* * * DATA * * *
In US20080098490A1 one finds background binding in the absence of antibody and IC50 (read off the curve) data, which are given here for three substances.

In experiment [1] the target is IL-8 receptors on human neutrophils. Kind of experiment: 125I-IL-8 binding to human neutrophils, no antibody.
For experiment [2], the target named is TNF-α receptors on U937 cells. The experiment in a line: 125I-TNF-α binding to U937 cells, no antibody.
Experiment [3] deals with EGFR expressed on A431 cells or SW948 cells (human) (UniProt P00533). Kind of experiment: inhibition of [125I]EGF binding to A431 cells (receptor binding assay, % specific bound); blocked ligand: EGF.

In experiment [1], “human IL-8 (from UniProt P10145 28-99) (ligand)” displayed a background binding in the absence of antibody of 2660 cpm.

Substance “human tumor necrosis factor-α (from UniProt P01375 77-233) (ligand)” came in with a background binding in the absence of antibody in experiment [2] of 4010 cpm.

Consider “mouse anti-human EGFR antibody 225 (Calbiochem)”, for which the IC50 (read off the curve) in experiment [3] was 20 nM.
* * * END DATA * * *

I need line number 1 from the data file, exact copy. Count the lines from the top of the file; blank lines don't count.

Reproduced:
In US20080098490A1 one finds background binding in the absence of antibody and IC50 (read off the curve) data, which are given here for three substances.